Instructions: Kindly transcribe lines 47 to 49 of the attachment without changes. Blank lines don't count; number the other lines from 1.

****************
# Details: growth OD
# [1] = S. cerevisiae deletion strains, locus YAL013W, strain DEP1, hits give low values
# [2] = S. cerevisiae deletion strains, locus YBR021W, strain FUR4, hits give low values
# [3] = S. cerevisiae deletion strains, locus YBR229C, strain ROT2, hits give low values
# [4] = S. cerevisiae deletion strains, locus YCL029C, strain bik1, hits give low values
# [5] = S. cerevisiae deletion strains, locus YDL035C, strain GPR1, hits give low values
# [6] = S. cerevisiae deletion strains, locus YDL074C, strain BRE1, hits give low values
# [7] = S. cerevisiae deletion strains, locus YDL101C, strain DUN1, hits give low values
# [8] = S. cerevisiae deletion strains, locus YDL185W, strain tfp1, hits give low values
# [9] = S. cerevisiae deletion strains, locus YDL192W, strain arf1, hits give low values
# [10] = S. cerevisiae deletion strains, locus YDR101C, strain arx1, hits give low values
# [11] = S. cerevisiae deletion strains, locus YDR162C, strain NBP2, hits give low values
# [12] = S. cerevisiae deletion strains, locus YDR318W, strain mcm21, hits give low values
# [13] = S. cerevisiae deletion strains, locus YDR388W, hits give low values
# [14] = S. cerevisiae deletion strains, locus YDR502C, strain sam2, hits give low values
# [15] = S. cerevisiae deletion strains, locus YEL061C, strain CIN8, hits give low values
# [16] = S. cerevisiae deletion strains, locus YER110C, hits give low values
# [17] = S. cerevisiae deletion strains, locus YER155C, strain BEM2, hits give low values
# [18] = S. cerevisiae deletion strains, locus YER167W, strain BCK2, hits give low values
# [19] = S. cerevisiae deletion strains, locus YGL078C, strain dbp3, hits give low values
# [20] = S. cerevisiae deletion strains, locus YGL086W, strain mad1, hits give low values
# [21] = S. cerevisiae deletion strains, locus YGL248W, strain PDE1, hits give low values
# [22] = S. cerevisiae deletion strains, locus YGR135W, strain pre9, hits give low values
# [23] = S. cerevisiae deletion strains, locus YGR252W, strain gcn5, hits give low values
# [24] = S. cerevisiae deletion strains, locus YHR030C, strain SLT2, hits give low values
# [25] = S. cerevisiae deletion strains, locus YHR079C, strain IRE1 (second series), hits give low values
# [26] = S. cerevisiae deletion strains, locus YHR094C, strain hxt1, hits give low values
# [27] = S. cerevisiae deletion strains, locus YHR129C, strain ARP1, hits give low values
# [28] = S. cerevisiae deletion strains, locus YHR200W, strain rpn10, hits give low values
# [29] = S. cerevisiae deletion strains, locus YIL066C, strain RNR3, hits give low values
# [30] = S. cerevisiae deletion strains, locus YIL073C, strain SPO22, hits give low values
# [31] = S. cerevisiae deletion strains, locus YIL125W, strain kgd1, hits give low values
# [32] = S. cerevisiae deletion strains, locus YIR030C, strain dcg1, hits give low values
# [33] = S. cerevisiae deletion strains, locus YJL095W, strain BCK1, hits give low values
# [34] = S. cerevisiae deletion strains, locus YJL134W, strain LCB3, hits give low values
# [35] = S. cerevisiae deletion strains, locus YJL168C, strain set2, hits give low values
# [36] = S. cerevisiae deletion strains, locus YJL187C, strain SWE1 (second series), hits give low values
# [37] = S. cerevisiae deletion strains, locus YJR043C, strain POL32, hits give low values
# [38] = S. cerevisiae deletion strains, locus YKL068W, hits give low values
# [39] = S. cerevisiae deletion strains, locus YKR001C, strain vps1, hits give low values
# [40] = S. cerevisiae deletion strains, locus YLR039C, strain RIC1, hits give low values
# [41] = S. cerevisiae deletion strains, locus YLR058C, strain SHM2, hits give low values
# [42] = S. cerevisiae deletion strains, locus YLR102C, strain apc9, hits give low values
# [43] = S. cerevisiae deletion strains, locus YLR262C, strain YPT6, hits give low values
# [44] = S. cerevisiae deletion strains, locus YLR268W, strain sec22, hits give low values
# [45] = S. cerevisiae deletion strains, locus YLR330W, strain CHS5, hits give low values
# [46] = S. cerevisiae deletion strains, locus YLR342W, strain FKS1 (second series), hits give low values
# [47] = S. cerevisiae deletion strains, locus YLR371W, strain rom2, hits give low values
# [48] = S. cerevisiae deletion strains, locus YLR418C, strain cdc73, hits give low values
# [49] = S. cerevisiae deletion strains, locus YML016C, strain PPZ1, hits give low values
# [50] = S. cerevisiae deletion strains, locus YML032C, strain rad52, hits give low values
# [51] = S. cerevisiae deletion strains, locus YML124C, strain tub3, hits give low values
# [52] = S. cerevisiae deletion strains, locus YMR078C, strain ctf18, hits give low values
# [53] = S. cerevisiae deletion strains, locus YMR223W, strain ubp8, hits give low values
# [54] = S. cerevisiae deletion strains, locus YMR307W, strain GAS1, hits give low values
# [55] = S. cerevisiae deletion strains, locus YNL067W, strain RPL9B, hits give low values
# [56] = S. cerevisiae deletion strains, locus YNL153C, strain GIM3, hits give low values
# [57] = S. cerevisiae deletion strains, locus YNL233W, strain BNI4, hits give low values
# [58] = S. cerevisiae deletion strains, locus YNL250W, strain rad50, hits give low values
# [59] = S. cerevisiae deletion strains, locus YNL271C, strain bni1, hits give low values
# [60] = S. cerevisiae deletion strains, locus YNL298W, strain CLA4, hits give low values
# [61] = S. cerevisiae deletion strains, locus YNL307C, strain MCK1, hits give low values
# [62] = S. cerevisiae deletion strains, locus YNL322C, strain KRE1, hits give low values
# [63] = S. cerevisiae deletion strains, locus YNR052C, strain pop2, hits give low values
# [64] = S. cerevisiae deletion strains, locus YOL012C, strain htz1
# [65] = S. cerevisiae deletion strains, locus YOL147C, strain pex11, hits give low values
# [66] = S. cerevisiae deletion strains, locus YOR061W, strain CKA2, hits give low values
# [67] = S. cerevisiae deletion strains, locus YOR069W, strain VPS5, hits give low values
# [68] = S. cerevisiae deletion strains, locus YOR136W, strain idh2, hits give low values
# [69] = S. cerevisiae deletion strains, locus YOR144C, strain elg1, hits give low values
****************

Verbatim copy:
# [46] = S. cerevisiae deletion strains, locus YLR342W, strain FKS1 (second series), hits give low values
# [47] = S. cerevisiae deletion strains, locus YLR371W, strain rom2, hits give low values
# [48] = S. cerevisiae deletion strains, locus YLR418C, strain cdc73, hits give low values